Fuselage / Wings

The fuselage and wings are all that remain. They are mostly big pieces, with little ones added to them.The detail on the wings and fuselage is pretty well done. The peices fit together well, and have crisp raised detail. The panel lines are recessed, and will stand out well with a wash of a darker color than your base. The mating pins line up well with their partner holes, and the wings fit well and didnt tilt inward or outward on me during the cyano setup time. The cockpit's top hatch can be molded open to allow inspection of a custom detailed cockpit, if the builder desires. The only fit problems the kit had were on the the hatch at the top, and the ring of the front main viewport. The fit is good, but even seated completely leaves a noticeable gap. In the book referenced earlier, "A Galaxy Far Away" the author recommends changing the rear piece of the fuselage. he states that it is incorrectly molded and offers a template for one like the Studio Model. It is kit part number 14, in Instruction Step 7.Overall, I recommend this kit to Star Wars enthusiasts. It is easy to assemble, sufficiently detailed to go with an out of the box build, and molded well enough that a super detailer has a lot to start from.There was little flash on the parts, and i don't recall any sink holes or release pin marks.I suspended my models from the ceiling so I didnt use the included base. The base is a portion of Death Star surface, and would work well in a case, bookshelf, or desktop display.I found it to be an enjoyable build and hope you will as well.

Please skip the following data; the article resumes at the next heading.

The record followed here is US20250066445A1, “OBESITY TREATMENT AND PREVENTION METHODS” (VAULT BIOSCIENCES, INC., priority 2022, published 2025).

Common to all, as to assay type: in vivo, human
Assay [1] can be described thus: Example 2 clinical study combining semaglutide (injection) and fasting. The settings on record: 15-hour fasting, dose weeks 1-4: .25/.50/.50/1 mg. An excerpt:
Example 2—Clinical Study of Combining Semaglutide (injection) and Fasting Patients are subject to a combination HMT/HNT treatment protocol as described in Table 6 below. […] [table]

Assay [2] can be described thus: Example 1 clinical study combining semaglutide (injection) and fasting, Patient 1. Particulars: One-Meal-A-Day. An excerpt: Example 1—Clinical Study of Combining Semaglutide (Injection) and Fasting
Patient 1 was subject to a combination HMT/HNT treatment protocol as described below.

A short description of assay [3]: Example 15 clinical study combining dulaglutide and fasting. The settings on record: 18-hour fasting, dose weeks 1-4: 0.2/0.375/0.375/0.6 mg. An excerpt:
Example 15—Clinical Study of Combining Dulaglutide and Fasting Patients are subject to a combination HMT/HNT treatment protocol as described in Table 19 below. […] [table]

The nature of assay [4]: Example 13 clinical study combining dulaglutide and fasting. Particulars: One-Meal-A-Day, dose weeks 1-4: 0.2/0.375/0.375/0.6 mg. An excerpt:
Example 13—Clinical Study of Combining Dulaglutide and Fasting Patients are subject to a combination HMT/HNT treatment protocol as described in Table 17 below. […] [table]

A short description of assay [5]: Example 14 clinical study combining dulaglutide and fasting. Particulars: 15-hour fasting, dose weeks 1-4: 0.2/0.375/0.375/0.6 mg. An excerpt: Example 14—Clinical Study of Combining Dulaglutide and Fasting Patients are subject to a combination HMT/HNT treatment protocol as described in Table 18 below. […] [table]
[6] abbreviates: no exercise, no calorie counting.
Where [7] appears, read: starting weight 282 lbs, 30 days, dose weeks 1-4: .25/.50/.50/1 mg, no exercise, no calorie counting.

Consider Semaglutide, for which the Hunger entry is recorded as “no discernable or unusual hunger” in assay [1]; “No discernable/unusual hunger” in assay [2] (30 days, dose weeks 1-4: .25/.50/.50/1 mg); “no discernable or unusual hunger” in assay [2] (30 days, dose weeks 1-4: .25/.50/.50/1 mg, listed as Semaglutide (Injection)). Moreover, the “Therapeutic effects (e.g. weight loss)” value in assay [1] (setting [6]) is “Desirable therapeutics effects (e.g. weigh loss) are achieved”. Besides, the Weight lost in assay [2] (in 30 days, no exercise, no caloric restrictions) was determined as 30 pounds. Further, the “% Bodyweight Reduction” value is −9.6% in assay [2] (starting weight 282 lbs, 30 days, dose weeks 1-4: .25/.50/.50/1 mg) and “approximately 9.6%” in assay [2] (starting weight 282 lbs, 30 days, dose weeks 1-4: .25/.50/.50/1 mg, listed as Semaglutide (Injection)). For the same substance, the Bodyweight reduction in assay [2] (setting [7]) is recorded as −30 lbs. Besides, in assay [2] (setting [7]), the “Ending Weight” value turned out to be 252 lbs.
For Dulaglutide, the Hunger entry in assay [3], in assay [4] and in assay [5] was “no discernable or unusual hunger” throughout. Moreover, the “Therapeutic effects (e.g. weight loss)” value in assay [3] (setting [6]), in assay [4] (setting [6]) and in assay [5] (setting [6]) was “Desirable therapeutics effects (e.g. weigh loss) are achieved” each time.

Click here for additional images for this review.

SUMMARY
This AMT/ERTL kit is a pleasure to build. It is guessed widely upon the Internet to approximate a 1/35 scale of the Fighter. This kit comes with parts to assemble two fighters, a display base, and two pilots.
  ACCURACY:70%
  FIT:90%
  INSTRUCTIONS:80%
Percentage Rating
80%
  Scale: 1:35
  Mfg. ID: 0998438
  Related Link: Star Wars.com TIE Fighter DataBank Entry
  PUBLISHED: Nov 23, 2003
NETWORK-WIDE AVERAGE RATINGS
  THIS REVIEWER: 80.00%
  MAKER/PUBLISHER: 84.38%

About Austin Mann (firemann816)
FROM: ALABAMA, UNITED STATES

Got back into modeling after a few year hiatus. Was one of my most favorite past times as a kid. Got busy with a wife, kid, and job, and picked it back up again. It's as much fun as it ever was, but I dont get the hours of uninterrupted work done like I used to, during those summer afternoons when ...

Copyright 2019 text by Austin Mann [ FIREMANN816 ]. Images also by copyright holder unless otherwise noted. Opinions expressed are those of the author(s) and not necessarily those of AeroScale. All rights reserved.